Ignore the Latina fashionista? That’s SO last season!

Vogue editor Diana Vreeland once said that when a woman arrived in a dress made by Spanish designer Cristobal Balenciaga, she was “the only woman in the room. No other woman existed.”

Designer Carolina Herrera once said, “I want women to really look like women from today. It’s not from the past and not from the future, because I don’t know what happens in the future. It is the woman of today who I think is a seductive woman.”

From those who design clothes to those who wear and love them, Hispanics are as much a part of the fashion world as Manolo Blahnik and Oscar de la Renta – from the haute couture featured on red carpets to the fashionistas who buy them on sale at outlets or their knock offs at discount stores.

More than almost any other ethnic group, Hispanic women are bold in their fashion tastes, love to buy clothes, take risks other women won’t take, and refuse to be defined by a single style or look.

Their hemlines change as often as their tastes do, they know what they like when they see it, and they’re voracious readers of style magazines to give them direction on the hottest new thing.

“Hispanic women have fun with fashion,” said Liz Arreaga, partner at Mercury Mambo. “They’re up-to-the-minute, they like to try new things and they see fashion as an expression of ‘self’.  Fashionistas are an ideal subject for anyone trying to market to this fun, high disposable-income shopper.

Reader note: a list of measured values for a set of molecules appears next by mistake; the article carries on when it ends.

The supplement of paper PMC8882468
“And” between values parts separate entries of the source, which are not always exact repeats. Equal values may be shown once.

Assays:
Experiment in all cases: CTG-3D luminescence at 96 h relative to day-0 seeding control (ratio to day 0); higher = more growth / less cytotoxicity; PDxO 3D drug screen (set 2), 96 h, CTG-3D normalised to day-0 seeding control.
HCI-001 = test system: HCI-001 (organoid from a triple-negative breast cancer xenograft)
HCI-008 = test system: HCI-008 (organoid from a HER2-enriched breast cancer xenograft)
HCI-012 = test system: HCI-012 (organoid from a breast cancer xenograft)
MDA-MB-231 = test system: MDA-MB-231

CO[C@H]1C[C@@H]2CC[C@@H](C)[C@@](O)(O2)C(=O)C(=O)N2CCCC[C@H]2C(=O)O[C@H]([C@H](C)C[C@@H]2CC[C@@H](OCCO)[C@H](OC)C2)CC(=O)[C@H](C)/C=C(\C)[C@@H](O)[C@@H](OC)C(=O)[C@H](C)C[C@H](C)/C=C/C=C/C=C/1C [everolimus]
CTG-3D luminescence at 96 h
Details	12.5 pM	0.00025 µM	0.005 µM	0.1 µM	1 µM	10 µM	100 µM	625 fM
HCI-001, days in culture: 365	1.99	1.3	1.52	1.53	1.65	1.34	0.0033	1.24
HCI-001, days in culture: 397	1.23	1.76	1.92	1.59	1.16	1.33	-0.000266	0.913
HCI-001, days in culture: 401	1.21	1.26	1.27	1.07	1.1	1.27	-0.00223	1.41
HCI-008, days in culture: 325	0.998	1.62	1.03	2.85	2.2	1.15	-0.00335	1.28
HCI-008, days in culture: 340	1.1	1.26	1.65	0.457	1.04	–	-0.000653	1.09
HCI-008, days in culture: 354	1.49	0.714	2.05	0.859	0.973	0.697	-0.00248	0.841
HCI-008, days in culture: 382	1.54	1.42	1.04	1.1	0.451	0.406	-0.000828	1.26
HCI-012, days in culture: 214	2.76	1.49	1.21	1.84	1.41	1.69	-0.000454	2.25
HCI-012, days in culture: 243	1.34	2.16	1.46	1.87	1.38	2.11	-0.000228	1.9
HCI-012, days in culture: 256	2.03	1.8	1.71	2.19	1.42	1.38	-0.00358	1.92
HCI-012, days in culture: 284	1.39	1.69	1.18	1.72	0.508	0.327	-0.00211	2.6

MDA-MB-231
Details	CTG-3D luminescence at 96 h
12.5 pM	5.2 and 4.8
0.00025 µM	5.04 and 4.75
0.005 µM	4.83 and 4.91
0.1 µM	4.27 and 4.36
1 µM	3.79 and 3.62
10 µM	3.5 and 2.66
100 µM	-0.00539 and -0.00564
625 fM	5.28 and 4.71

So if you’re in the business of marketing the newest, edgiest lines for the next season’s hottest looks, ignoring the fashionista would be an ill-fitting approach. Keep reading to find out why!

Fully one-fifth of Hispanic women discard their fashions after they’ve had them for a year, compared to only 10 percent of Caucasian women. They show a much stronger willingness to experiment with new styles, too – some 39 percent of Hispanics say they like the freshest looks, compared with 25 percent of Caucasian women.

Only a quarter of Hispanic women will tell you they’re slow to change their style – while a third of all other women say they like to stick with the same look.

More than half of Hispanic women (56 percent) buy their clothes on impulse – compared to only 49 percent of all other women.

And you’ll find that a quarter of Hispanic women refer to fashion magazines to help them decide what to buy, and a full 36 percent actively try to keep up with the latest fashion trend.

So get rid of last season’s marketing model and cozy up to the Latina fashionista! Your hemline, er, bottom line, will love you for it.